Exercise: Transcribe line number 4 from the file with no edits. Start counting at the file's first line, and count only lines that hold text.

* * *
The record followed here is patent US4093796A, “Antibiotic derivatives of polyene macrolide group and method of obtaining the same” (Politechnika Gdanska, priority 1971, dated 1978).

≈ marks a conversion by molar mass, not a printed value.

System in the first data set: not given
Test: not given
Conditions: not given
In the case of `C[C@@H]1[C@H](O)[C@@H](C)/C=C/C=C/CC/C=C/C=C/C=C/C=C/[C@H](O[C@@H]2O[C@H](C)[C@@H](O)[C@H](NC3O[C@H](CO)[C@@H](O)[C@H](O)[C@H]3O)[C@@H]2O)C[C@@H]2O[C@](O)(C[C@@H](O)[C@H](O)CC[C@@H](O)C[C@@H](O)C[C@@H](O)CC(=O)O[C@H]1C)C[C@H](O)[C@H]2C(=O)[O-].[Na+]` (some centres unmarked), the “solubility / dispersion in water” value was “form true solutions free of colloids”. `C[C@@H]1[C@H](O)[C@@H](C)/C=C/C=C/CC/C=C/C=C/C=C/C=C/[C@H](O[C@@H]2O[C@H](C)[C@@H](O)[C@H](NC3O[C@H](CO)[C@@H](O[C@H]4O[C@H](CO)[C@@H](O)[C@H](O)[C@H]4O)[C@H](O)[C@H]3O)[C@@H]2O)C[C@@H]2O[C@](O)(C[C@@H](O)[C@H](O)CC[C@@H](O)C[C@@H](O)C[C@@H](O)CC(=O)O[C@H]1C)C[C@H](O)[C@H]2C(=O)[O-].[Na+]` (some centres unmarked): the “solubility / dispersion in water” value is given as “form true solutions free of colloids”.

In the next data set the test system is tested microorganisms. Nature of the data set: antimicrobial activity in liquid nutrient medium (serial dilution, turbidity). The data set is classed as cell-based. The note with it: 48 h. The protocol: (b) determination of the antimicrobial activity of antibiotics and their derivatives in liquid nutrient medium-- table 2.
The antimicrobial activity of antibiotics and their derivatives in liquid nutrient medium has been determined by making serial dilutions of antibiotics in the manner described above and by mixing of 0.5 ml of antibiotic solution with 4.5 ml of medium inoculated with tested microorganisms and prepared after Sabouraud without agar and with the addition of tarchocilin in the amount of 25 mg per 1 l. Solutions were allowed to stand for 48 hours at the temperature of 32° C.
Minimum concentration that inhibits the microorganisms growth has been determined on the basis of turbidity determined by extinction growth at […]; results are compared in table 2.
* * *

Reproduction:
Test: not given